Blay: Just about anything you could possibly want to know. For beginners, it will help you compute the pot size, see your odds of improving, pot odds, stack-to-pot ratio, and more. We also have a series of instructional videos and articles that can teach a complete novice how to play the game. I know there are so many good no-limit hold’em players who would love to play the big pot game of PLO when they walk into a cardroom and see a loose game, but don’t know where to start. This is their chance.

For experts, you can actually look at your entire hand range, and the ranges of your opponents, to perform detailed analyses.

Card Player: What are the key improvements you think PLO players will be able to make using your training tool?

Blay: The beauty of OPT is that every hand you play is saved forever into your own online database. You can get detailed reports about your play filtered by a huge number of criteria, including dates, hand types, and position. After a while, you’ll start to see trends in your reports. You can focus on your trouble areas by configuring the software to deal you specific kinds of hands. You can freeze the button and only play out of the big blind, for example. You can deal yourself only playable or raising hands. You can dial up the aggressiveness of your opponents if those loose-aggressive types are giving you trouble. It’s focused practice that really cuts down your training time.

Card Player: So the question I’m sure everyone is wondering is, have you let these bots play online for real money?

Blay: No, besides it being unethical, I would have no idea how to do that. There’s a lot of hype about bots playing for real money online, but I personally don’t know anybody successfully doing it. It takes very specialized software to read and process all the information on the screen and “robotically” click the correct buttons. And of course, your bots have to be good enough that they don’t actually lose your money!

Finally, the online poker sites are always working on countermeasures, and if you get caught you get locked out and there goes all your investment. So, while I wouldn’t say there aren’t any bots playing online, it isn’t rampant, it requires constant oversight, and frankly there are easier ways to make money.

Card Player: What have you yourself learned as a result of this process?

Blay: Geez, what haven’t I learned? The beauty of this whole thing is that I was not an expert PLO player when I started this project. After playing hundreds of thousands of hands against these bots over the past couple of years, I can play comfortably in about any PLO game. I think everyone ought to be able to play PLO, because sometimes you go to a cardroom and all the loose, crazy players are at the PLO table, and you want to be able to jump right in. Frankly, the players are generally much worse in PLO and the pots are bigger.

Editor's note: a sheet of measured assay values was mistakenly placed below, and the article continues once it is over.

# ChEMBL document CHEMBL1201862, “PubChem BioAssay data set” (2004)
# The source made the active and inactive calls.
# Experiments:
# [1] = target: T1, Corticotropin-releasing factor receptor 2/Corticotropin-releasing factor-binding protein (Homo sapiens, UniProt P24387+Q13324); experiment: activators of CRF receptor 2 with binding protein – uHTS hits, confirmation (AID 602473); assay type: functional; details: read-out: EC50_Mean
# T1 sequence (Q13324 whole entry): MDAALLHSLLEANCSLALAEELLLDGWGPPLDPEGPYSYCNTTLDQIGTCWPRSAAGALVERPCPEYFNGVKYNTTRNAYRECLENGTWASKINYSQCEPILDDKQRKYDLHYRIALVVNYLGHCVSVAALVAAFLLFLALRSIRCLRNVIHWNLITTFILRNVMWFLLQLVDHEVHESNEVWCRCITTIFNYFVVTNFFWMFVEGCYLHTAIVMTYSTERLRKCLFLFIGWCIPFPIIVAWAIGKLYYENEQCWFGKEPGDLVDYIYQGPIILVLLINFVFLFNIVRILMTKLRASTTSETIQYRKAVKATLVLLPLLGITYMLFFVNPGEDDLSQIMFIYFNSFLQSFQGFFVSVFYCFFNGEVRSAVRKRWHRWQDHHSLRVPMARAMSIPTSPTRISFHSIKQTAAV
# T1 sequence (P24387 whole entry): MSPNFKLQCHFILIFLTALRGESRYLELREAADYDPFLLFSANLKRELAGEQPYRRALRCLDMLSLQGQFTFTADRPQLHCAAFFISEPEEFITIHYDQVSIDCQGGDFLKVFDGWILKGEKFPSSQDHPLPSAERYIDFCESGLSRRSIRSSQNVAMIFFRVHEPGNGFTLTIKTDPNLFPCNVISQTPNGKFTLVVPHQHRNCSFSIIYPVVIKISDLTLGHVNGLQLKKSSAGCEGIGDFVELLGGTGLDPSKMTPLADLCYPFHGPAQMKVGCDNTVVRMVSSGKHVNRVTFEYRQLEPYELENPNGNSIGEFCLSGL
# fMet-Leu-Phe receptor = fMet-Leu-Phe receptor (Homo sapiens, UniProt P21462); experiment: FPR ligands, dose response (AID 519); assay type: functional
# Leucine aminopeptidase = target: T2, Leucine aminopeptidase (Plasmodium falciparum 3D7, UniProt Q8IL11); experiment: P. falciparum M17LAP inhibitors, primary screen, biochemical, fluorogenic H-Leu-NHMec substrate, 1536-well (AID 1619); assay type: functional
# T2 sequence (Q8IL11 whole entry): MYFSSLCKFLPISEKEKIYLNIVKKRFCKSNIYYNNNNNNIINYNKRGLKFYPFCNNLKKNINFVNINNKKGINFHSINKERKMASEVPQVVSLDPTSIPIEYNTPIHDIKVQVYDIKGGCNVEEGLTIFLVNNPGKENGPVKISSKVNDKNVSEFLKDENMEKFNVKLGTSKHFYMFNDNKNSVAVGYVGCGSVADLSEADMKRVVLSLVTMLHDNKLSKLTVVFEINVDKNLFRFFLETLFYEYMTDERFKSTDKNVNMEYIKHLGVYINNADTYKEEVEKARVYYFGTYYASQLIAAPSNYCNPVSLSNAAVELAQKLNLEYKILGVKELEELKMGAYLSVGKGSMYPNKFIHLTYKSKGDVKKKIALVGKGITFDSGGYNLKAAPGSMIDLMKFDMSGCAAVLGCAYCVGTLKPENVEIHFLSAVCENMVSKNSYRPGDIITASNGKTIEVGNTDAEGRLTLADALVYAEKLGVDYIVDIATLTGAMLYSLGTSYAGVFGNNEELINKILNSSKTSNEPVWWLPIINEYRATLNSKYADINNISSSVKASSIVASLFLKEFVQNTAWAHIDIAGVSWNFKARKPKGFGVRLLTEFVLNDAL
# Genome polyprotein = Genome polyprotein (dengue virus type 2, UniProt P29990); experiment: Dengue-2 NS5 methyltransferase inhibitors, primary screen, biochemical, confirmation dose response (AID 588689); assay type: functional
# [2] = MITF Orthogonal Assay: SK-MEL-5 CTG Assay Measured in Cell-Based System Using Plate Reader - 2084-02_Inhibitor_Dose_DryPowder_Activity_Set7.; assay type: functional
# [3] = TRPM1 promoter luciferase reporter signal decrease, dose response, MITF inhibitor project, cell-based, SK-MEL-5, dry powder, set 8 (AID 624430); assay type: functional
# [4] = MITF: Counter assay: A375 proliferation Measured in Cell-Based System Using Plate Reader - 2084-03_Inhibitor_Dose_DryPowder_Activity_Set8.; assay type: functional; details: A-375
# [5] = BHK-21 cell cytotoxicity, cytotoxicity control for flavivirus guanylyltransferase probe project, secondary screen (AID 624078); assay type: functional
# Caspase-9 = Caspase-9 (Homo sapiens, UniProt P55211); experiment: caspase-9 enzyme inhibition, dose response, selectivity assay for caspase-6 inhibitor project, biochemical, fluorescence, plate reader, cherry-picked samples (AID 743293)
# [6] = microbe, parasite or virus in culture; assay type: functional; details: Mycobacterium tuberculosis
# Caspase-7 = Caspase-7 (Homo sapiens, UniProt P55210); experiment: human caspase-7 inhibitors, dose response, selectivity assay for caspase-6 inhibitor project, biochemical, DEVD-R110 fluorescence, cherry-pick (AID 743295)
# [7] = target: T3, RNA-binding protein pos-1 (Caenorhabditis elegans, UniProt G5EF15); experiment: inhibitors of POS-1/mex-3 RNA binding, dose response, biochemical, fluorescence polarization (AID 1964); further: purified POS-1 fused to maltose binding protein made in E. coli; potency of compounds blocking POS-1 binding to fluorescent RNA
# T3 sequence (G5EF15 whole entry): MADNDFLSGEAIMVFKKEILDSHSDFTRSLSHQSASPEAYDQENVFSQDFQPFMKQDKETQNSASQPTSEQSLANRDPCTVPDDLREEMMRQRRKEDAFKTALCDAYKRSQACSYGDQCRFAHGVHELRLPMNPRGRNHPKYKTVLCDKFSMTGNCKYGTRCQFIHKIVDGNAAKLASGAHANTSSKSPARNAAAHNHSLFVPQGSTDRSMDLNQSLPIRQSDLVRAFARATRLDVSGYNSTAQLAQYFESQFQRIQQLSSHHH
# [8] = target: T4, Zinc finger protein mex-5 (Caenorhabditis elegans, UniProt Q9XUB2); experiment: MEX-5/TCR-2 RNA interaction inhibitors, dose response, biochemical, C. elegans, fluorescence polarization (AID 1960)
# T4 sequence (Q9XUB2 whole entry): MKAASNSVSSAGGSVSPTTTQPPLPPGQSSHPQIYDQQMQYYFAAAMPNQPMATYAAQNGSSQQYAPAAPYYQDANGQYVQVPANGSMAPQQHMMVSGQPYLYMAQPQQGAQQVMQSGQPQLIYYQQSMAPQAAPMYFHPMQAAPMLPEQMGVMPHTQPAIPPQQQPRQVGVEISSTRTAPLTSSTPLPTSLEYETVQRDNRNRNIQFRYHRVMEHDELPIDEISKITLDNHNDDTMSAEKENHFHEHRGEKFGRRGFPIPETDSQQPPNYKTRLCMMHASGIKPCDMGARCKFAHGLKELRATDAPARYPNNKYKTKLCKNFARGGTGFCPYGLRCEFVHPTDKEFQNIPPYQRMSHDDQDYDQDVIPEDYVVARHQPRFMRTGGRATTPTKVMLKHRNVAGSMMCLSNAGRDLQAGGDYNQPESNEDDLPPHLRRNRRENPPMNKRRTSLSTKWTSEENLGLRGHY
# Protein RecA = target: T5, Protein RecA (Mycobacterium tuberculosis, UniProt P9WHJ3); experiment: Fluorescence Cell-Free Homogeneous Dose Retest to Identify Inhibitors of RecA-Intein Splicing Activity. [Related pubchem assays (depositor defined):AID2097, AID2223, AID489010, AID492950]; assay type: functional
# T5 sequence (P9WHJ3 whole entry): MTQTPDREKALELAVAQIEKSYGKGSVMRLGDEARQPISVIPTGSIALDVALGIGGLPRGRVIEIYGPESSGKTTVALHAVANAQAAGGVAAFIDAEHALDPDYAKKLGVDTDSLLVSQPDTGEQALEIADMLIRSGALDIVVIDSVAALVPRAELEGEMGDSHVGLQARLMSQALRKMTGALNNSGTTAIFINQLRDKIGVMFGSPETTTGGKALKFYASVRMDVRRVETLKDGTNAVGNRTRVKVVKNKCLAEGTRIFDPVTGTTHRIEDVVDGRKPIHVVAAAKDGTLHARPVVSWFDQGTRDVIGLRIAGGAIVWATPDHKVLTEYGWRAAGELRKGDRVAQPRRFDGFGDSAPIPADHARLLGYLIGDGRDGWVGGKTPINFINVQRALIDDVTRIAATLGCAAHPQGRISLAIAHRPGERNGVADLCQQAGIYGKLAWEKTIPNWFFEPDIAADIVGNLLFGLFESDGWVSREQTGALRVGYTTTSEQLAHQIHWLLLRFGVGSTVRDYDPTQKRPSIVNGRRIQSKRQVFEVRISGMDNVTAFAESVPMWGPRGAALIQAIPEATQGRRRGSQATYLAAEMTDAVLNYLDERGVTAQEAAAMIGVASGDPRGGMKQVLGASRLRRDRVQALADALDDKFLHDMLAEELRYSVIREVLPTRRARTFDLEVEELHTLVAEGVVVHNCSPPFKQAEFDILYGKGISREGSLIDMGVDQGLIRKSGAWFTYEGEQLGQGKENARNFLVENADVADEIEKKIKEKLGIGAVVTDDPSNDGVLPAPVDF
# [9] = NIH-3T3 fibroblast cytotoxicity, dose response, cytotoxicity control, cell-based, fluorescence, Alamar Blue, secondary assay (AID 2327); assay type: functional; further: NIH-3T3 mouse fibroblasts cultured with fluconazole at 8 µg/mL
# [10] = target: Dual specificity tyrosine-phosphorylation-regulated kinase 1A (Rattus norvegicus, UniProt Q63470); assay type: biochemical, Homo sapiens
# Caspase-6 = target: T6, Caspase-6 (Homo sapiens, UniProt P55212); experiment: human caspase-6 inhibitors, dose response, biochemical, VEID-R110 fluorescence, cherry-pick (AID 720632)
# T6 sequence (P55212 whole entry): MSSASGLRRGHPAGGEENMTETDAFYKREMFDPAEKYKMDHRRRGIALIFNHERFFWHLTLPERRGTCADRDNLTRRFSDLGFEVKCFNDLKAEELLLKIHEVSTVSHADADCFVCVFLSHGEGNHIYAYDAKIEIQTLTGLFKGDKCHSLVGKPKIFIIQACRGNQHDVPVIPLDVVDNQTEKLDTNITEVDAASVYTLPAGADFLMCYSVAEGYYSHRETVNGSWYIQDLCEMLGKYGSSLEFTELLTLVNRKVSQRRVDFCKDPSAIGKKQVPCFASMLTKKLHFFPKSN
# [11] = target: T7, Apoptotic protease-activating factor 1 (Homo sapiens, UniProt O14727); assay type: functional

Card Player: What is your favorite thing about Omaha Poker Training?

Blay: Hands down, the retry feature. Any hand you play, you can try it over again as many times as you want, to test out different strategies. I also really like this feature we call the “grid”, which lets you take an overall view of all the hands in your range. Especially in bluffing situations, it lets you determine what hands you can represent believably. If you have trouble bluffing successfully, this could be your best friend.

Card Player: So what about Advanced Poker Training, does this replace it? Is hold’em dying?

Blay: Not at all. APT will always be our flagship product and continues to be the world’s no. 1 poker training site. We’ve been adding content to that site for 10 years, and there’s nothing else like it out there. We continue to have a team, including me, working on it every day.

As far as hold’em dying, I recently went to the WSOP Circuit event in Tampa. The first event had a $500,000 guarantee. So many people showed up that they were running out of tournament chips. The prize pool ended up being $1.25 million. So if hold’em is dying, nobody told Tampa.

Card Player: What’s next? Should we expect a Badugi simulator coming soon from APT?

Blay: Oh man, that would be fun. Now you’ve got me thinking. ♠